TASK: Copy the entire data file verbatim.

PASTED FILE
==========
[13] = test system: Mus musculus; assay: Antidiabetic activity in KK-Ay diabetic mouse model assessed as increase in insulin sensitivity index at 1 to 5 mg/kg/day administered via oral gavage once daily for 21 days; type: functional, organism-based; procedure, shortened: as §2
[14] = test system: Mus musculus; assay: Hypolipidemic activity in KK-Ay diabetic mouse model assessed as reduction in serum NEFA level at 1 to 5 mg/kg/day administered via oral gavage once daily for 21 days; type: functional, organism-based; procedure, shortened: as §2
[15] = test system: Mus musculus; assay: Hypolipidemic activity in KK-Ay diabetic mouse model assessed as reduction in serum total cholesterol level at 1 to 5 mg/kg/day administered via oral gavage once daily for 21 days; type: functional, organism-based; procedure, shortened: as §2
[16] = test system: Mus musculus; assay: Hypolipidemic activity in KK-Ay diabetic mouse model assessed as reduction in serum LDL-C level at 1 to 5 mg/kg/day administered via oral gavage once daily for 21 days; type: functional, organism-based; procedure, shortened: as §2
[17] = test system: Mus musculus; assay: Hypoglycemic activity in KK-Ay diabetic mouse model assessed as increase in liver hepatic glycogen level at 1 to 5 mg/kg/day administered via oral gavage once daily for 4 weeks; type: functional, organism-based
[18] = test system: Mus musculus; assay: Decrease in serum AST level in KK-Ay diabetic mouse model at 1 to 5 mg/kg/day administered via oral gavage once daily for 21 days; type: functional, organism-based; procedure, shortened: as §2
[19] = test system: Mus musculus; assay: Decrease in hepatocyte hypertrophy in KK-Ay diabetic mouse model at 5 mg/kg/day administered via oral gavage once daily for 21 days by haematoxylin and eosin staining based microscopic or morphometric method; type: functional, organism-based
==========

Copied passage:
[13] = test system: Mus musculus; assay: Antidiabetic activity in KK-Ay diabetic mouse model assessed as increase in insulin sensitivity index at 1 to 5 mg/kg/day administered via oral gavage once daily for 21 days; type: functional, organism-based; procedure, shortened: as §2
[14] = test system: Mus musculus; assay: Hypolipidemic activity in KK-Ay diabetic mouse model assessed as reduction in serum NEFA level at 1 to 5 mg/kg/day administered via oral gavage once daily for 21 days; type: functional, organism-based; procedure, shortened: as §2
[15] = test system: Mus musculus; assay: Hypolipidemic activity in KK-Ay diabetic mouse model assessed as reduction in serum total cholesterol level at 1 to 5 mg/kg/day administered via oral gavage once daily for 21 days; type: functional, organism-based; procedure, shortened: as §2
[16] = test system: Mus musculus; assay: Hypolipidemic activity in KK-Ay diabetic mouse model assessed as reduction in serum LDL-C level at 1 to 5 mg/kg/day administered via oral gavage once daily for 21 days; type: functional, organism-based; procedure, shortened: as §2
[17] = test system: Mus musculus; assay: Hypoglycemic activity in KK-Ay diabetic mouse model assessed as increase in liver hepatic glycogen level at 1 to 5 mg/kg/day administered via oral gavage once daily for 4 weeks; type: functional, organism-based
[18] = test system: Mus musculus; assay: Decrease in serum AST level in KK-Ay diabetic mouse model at 1 to 5 mg/kg/day administered via oral gavage once daily for 21 days; type: functional, organism-based; procedure, shortened: as §2
[19] = test system: Mus musculus; assay: Decrease in hepatocyte hypertrophy in KK-Ay diabetic mouse model at 5 mg/kg/day administered via oral gavage once daily for 21 days by haematoxylin and eosin staining based microscopic or morphometric method; type: functional, organism-based